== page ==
Infertility is a common problem and in approximately 50% of all cases this is related to the male partner. There are many reasons for impaired male fertility and deterioration in semen quality ranging from congenital diseases, hormonal imbalances, operations in the groin, scrotum or the pelvic area up to inflammatory changes in the prostate or a dilated, varicose vein (varicocele) in the scrotum affecting testicular function. Primary infertility describes couples who have not been able to conceive a child after having regular unprotected sexual intercourse with each other for 1 year and who, prior to this attempt to conceive, have never been able to conceive. Secondary infertility describes couples who have not been able to conceive a child after having regular unprotected sexual intercourse with each other for 1 year, but who have already conceived (and either carried the pregnancy to term or had a miscarriage). The chances of successfully conceiving with secondary infertility are usually better than with primary infertility.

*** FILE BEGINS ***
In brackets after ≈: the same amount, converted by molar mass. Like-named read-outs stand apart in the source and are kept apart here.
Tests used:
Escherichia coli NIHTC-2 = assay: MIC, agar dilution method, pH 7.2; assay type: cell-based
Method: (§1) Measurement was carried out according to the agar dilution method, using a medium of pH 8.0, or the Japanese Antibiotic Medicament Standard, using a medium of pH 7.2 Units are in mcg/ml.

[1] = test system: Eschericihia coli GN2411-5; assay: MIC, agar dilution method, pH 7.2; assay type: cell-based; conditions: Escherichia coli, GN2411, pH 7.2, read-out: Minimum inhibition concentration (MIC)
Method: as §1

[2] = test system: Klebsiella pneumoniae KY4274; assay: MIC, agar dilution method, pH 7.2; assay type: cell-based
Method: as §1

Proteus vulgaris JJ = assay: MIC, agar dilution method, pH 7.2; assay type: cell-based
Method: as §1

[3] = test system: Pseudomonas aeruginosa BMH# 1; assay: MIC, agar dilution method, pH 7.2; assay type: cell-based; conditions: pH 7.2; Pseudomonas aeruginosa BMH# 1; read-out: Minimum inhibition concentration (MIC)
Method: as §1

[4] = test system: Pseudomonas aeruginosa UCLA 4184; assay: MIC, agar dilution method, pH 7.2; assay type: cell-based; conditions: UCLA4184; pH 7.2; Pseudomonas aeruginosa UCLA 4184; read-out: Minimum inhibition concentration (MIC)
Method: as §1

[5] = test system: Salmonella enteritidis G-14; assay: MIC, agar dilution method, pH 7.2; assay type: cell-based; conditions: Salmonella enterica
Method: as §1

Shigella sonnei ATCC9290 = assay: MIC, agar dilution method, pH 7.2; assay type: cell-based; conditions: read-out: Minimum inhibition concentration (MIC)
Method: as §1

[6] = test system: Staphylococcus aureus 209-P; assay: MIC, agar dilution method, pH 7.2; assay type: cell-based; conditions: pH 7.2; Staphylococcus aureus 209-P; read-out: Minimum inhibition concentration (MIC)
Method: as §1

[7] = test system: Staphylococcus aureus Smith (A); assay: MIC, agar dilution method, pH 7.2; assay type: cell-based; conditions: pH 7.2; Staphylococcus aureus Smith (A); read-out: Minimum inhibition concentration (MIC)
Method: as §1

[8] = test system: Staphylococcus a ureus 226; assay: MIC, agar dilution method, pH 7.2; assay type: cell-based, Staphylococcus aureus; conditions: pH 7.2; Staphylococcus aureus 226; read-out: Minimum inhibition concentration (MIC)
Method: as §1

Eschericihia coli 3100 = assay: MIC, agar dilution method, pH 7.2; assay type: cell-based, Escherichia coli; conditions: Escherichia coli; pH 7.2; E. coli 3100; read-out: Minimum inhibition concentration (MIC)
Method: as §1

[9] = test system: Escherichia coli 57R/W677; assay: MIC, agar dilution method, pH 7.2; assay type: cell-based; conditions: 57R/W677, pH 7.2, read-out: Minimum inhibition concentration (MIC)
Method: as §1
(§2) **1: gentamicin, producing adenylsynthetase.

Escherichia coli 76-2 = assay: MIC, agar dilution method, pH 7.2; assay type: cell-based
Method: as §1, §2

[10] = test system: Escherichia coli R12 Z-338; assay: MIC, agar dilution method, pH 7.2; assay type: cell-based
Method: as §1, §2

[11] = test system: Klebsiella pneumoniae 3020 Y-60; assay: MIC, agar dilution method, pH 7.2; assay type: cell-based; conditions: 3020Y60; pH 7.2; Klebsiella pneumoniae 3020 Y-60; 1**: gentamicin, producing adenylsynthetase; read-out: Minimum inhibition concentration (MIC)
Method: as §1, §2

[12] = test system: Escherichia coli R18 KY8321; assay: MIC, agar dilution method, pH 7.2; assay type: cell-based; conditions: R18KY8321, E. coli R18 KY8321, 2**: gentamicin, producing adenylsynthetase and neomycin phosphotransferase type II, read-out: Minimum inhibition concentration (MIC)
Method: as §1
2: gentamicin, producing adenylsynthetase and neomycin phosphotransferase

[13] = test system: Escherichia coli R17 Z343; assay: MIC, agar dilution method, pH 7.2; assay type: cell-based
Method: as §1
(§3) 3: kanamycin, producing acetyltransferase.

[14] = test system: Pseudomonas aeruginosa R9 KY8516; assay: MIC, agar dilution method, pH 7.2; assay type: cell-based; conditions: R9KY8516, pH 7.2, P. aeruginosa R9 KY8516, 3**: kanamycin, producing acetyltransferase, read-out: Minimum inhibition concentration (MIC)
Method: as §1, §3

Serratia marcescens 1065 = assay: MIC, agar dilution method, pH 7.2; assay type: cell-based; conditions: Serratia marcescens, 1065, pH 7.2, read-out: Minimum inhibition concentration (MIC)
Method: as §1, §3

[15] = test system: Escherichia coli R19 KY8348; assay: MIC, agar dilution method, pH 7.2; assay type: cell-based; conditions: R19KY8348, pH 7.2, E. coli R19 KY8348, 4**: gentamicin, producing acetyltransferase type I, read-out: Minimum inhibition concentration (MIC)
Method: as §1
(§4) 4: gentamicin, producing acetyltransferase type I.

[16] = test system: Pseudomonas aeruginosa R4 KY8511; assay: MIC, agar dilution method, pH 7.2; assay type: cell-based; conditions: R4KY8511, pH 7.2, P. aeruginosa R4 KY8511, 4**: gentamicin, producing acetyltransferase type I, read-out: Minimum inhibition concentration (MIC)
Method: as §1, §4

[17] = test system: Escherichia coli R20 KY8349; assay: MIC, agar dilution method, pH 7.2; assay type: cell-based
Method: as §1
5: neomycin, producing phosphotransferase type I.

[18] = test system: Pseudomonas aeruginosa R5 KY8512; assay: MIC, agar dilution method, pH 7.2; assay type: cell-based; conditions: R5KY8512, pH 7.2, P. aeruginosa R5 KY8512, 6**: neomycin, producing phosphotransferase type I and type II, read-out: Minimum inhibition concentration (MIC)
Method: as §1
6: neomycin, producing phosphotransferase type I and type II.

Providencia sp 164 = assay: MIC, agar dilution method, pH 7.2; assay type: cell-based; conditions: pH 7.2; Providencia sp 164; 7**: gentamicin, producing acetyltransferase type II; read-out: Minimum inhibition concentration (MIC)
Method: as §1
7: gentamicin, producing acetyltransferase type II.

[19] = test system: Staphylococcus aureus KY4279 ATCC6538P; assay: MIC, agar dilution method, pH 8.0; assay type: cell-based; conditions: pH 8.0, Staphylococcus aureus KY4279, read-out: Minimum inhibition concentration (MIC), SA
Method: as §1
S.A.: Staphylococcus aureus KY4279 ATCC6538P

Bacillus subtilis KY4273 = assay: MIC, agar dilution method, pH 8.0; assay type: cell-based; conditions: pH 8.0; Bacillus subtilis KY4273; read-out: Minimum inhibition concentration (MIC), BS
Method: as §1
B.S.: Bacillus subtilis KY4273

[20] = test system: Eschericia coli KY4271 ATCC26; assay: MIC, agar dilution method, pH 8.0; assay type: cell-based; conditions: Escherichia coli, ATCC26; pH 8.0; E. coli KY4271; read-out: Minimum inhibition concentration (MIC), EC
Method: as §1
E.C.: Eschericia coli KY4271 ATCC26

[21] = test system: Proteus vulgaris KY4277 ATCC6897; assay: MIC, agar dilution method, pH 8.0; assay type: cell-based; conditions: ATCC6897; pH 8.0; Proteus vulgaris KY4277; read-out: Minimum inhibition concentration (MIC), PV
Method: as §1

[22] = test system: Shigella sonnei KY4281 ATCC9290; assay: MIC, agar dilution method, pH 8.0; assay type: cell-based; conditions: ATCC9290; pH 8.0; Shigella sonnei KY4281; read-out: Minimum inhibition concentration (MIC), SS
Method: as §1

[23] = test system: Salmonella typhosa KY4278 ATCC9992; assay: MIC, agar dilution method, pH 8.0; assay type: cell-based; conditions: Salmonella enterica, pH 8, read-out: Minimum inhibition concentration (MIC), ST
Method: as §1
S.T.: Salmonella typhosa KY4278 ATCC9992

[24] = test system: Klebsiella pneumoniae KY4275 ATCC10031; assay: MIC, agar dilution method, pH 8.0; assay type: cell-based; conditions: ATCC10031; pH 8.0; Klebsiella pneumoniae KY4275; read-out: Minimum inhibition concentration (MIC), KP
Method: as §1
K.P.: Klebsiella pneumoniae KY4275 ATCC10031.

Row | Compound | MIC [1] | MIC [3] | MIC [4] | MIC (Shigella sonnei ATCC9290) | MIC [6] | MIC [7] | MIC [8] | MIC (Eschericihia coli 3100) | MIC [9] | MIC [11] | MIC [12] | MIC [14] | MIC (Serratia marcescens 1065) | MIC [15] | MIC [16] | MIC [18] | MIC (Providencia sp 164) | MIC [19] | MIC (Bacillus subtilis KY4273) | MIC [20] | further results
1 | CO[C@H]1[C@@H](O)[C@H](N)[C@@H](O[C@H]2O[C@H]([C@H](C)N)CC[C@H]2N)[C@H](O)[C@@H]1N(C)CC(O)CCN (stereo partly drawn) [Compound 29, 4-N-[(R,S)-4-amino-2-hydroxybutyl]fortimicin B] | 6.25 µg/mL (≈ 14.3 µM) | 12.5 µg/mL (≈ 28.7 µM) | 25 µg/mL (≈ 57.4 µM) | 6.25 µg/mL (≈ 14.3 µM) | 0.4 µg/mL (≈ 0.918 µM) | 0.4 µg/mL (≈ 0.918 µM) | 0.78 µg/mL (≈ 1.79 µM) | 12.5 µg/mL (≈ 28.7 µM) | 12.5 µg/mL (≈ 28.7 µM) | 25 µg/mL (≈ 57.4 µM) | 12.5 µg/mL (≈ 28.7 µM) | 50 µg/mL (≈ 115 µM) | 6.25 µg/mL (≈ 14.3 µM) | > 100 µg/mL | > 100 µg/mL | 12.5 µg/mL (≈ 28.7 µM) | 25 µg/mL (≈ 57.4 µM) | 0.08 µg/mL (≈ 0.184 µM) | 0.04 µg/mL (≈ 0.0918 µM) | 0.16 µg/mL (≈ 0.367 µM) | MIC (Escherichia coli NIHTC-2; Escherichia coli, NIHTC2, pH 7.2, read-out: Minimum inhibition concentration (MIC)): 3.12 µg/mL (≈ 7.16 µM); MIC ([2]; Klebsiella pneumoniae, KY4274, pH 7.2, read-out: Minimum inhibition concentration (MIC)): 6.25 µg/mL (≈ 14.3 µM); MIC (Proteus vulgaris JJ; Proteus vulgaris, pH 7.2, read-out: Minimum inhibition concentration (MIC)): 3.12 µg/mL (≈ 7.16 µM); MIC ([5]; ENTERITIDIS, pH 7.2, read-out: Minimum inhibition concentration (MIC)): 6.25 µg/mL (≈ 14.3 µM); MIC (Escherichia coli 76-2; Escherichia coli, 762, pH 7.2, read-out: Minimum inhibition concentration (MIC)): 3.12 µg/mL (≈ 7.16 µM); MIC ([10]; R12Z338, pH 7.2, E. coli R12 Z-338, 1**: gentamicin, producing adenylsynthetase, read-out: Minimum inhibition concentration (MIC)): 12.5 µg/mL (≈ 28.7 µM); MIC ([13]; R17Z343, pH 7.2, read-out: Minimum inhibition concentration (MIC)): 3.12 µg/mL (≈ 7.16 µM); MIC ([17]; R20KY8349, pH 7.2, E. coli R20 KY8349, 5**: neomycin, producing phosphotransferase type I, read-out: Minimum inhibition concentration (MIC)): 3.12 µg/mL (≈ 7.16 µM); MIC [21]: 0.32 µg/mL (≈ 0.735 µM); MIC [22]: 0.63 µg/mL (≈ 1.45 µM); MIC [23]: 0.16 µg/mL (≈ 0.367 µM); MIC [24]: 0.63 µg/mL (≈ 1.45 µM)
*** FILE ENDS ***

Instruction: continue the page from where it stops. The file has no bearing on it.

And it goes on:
In case of infertility both partners should be tested – not just the woman. The test itself is painless; semen analysis provides the most important results.